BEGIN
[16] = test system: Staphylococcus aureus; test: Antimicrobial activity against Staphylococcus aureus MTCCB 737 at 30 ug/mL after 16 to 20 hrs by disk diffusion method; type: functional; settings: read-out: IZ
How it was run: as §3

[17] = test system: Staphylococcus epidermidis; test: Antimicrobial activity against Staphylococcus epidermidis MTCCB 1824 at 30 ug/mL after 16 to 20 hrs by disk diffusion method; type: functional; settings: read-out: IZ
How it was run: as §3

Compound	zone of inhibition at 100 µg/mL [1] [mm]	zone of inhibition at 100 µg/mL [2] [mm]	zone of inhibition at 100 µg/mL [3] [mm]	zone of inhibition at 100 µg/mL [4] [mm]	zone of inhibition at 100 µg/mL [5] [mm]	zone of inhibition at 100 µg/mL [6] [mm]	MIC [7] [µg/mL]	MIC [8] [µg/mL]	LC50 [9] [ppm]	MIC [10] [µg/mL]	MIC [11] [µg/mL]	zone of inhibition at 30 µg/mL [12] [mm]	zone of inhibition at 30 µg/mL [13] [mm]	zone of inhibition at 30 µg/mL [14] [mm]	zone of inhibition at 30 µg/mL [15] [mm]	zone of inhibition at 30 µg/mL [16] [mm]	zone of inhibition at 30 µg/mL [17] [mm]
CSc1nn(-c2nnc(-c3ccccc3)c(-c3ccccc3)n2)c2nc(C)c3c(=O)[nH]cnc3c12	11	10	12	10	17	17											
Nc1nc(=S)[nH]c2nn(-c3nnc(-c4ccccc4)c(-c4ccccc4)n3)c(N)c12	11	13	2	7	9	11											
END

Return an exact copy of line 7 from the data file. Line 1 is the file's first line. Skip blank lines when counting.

Nc1nc(=S)[nH]c2nn(-c3nnc(-c4ccccc4)c(-c4ccccc4)n3)c(N)c12	11	13	2	7	9	11											